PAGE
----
15 October 2019
Corruption is a major obstacle to the observance and implementation of human rights. Moving from an economic and political perspective on corruption towards a human rights approach involves a shift in perception whereby corruption is viewed not as being solely a misappropriation of wealth and distortion of expenditure, but rather as a potential violation of human rights.
This being said, anti-corruption practitioners rarely make this link and resort to United Nations (UN) human rights mechanisms to address corruption and its impact on the enjoyment of human rights. Similarly, none of the UN human rights mechanisms has approached this issue in a systematic manner.
The Practitioners’ Guide on Human Rights and Countering Corruption, by focusing on how UN human rights mechanisms can be better used to report on corruption issues, fills this gap.
Published by the Geneva Academy and the Centre for Civil and Political Rights (CCPR Centre), it intends to serve as a user-friendly practitioners’ manual and strategic advocacy tool to explore how a human rights-based approach, with its focus on the victims of corruption and state responsibility, can be used to complement and strengthen anti-corruption efforts.
To this end, it focuses primarily on how UN human rights mechanisms can be better used to report on corruption issues, and it provides guidance as well as practical recommendations on effectively integrating human rights into anti-corruption efforts.
This Guide is the outcome of research, several conferences and consultations carried out in partnership with the Office of the UN High Commissioner for Human Rights (OHCHR), and is based on a draft initiated by OHCHR.
The Guide also received several inputs from legal and corruption experts, academics, NGO representatives and OHCHR staff. Its production has been possible thanks to the continued support by the Swiss Federal Department of Foreign Affairs.
UN Photo / Jean-Marc Ferré
The new book The Human Rights Council: A Practical Anatomy by Eric Tistounet, Chief of the Human Rights Council Branch at OHCHR, is the outcome of a six-months research fellowship carried out by the author at the Geneva Academy.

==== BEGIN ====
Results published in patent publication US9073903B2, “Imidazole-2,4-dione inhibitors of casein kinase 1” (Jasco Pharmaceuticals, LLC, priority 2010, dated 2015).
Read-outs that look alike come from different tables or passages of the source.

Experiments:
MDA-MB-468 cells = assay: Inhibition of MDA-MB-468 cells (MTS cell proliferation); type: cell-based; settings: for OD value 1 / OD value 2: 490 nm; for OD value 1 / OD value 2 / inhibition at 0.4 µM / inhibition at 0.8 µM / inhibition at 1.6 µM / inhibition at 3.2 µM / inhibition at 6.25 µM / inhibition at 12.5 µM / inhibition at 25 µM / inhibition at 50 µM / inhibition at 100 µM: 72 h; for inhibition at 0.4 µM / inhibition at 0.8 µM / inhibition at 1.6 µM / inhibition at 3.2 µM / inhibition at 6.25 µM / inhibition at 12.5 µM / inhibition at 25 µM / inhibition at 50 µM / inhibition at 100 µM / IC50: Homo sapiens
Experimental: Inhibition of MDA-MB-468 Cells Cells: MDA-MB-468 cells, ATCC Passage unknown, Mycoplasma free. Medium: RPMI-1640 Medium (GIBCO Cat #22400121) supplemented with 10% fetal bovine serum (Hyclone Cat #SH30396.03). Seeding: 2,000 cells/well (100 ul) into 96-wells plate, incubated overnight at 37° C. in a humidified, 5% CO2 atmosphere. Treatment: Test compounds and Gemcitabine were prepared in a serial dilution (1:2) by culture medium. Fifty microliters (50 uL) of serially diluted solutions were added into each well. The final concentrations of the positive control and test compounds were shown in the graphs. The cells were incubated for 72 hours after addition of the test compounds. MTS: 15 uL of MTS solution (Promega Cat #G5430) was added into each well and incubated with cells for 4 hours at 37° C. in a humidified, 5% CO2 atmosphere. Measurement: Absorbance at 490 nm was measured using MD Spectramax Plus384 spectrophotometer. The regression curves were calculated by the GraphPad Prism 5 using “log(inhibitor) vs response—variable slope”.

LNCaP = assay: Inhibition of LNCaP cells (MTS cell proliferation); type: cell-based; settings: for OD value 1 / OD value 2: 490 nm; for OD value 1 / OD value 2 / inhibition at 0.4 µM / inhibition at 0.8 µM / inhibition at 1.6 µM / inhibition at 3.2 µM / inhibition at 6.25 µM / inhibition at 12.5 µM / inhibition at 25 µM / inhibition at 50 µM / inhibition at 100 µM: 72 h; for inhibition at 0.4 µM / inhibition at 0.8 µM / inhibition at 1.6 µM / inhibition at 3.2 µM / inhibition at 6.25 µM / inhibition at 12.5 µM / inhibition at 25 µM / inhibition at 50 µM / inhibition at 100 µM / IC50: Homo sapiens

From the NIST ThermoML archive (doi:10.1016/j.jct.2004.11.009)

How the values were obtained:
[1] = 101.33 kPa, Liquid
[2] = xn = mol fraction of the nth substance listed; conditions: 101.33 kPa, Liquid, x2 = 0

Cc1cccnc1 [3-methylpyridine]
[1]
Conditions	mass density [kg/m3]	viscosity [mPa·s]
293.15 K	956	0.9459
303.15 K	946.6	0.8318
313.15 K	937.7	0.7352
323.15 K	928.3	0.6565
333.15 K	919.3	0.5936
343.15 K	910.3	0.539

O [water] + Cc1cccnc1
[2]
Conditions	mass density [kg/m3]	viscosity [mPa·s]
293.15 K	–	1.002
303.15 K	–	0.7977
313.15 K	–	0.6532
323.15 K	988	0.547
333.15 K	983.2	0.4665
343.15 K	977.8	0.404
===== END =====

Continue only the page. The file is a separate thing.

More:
A two-day online expert meeting on gender-responsive cities closed last week a series of three online conferences on inclusive cities aimed at informing UN-Habitat Strategic Plan for 2020-2023.
The discussion will focus on issue areas at the heart of the UN’s mandate and where a renewed vision for collective global action is urgently called for: nuclear disarmament, humanitarian assistance, sustainable development and human rights.
This panel will discuss the legal and policy challenges of the Swiss bills in light of international law.
This short course, which can be followed in Geneva or online, will provide participants with an introduction to substantive human rights law. It will start with an introduction to the nature and sources of international human rights law and its place in the international legal system. The course will then provide a presentation of the main principles applicable to substantive rights (jurisdiction, obligation and limitations).
Francisco Proner / Farpa/ CIDH
This short course, which can be followed in Geneva or online, aims at presenting the institutions and procedures in charge of the implementation of international human rights law.
After having provided academic support to the negotiation of the UN Declaration for ten years, this research project focuses on the implementation of the UN Declaration on the rights of peasants and other people working in rural areas.
Olivier Chamard/Geneva Academy